He said Sundance Square has a robust list of prospective retailers, restaurants, and office space businesses – local, national and international – involved in ongoing discussions.
“Noteworthy too, Sundance Square has some tenants like retailer and dentist Marie Holliday and restauranteur Shannon Wynne who have closed some businesses in Sundance Square while keeping others open,” he said.
Holliday said she’s sad that there are so many businesses that have had to close.
Changes in behavior have been significant, she said.
She jokes about clothes bought in January that still have tags on them because there’s no place to wear them with weddings and church services remote or with attendance severely limited.
“Everybody’s wearing sweatshirts and we’re dressing from the waist up because everybody meeting up and socializing on Zoom or some video conferencing and they aren’t going out to dinner that often,” Holliday said.
People are still getting married, she notes, and her flower shop business is doing what she calls micro weddings, events with flowers limited to the bride and maybe the maid or matron of honor.
“They’re doing smaller things,” Holliday said.
As far as Parfumerie Marie Antoinette, she says the traffic online has been fair.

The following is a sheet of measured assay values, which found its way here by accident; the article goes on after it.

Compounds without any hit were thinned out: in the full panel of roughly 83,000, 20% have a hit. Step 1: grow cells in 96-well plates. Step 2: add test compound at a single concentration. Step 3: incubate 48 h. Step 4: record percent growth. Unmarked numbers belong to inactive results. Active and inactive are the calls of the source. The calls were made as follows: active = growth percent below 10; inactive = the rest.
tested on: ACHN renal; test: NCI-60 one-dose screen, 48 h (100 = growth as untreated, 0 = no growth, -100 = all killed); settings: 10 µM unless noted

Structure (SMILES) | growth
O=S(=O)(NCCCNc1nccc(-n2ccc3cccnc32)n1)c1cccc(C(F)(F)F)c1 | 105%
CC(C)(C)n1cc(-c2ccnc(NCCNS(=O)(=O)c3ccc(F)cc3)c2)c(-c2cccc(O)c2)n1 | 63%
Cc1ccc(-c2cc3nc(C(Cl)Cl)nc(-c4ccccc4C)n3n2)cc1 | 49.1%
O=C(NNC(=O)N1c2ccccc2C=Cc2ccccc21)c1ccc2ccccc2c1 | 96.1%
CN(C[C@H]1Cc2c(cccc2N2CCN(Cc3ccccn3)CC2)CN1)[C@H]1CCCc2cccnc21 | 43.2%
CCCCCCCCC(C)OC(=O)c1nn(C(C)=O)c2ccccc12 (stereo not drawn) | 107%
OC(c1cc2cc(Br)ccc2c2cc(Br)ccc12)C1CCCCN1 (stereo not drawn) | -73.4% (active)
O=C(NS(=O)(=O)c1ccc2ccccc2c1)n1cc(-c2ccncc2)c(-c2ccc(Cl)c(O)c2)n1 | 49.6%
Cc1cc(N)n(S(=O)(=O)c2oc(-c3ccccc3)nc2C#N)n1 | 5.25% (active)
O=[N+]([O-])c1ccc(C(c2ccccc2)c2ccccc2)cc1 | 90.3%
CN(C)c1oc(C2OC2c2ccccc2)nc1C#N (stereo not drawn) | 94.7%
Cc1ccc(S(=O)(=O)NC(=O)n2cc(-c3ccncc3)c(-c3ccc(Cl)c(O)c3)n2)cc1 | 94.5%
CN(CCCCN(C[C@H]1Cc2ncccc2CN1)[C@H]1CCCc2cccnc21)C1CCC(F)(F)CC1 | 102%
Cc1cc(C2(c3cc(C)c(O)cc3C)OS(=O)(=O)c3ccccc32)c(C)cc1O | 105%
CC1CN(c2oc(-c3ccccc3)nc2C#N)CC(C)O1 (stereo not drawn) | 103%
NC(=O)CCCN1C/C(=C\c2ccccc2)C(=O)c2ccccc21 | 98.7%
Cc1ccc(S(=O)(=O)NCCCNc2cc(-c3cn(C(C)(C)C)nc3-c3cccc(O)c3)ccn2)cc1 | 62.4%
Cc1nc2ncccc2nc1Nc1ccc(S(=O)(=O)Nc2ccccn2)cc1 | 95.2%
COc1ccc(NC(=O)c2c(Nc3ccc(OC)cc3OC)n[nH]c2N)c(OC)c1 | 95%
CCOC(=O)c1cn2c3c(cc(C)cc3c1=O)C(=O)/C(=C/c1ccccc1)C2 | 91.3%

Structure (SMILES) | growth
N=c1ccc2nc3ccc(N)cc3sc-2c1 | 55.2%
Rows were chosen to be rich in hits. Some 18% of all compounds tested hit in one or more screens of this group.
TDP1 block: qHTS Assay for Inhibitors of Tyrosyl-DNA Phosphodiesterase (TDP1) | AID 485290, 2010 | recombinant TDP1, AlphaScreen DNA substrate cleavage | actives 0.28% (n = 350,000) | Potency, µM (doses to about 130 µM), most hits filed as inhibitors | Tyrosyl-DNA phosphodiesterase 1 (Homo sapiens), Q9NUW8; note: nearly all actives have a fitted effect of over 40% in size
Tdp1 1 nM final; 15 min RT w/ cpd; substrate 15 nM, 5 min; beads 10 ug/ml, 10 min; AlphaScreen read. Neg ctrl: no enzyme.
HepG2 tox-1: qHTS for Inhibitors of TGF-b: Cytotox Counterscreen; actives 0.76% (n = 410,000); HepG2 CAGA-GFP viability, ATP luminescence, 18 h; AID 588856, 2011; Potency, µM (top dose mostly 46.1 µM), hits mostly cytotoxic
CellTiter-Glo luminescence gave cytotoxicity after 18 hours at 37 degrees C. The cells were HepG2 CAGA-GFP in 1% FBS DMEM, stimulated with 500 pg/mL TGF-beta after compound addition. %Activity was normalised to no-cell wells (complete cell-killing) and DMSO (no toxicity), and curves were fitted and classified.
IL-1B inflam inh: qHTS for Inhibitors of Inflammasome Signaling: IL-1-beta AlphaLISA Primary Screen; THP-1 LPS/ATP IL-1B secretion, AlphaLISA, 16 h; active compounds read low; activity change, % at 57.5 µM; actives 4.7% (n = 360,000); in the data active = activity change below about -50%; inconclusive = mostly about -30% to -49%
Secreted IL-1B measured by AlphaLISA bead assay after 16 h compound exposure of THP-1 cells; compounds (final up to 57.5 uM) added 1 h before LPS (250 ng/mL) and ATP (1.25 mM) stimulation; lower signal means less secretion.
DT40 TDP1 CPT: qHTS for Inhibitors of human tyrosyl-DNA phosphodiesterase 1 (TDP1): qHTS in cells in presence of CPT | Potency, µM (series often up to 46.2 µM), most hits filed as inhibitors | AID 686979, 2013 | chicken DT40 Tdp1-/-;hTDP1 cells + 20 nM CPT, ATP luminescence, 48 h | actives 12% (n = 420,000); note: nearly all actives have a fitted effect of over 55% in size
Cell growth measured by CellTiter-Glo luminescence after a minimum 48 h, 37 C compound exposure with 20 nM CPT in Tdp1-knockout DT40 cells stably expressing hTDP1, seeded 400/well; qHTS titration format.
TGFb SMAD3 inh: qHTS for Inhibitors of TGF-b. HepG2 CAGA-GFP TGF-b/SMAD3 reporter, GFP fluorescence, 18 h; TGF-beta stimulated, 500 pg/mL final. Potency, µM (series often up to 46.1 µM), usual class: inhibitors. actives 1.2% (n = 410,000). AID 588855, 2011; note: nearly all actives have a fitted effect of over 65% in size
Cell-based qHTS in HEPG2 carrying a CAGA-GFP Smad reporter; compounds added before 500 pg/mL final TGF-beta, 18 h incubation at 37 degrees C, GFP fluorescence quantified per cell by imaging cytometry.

“We had a virtual party when I closed and that went really well. But there is a big difference. I’m really trying to market that business now as a virtual store. So I have maintained my manager and we still have the same phone number so that that person can communicate with customers,” she said.
But she, like many other entrepreneurs, is in the process learning how to be a virtual store and not just an online presence.
“I know that it was heartbreaking for her because she loved that business. But I think she decided in her own best interest that it was time to close it,” Miller said.
Miller didn’t have a number on the businesses that closed down, but said he was surprised it was not more, given what’s happened around the country and with other properties that he’s involved with.
“We are realistically optimistic about 2021,” Miller said. “This past year or nearly a year we were able to focus our attention on revitalizing and transforming some of the areas of Sundance Square that we wanted to do for a while. And during this kind of forced time out, we’ve been able to focus attention on that and trying to do things that revitalize the whole property.
“That’s been what our focus is as well as doing what we can to reinvigorate and re-energize our existing tenants to try to help them and encourage them to stay in business and, and have as much patience as they’re able to.” Miller said.
Eppstein said clearly the pandemic has been economically difficult on many levels.
“In the Sundance Square community – roughly 1.5 million square feet of residential, retail, restaurant, entertainment and professional office space – while a few tenants have decided to close down, the majority have adapted including many who have signed lease renewals,” he said.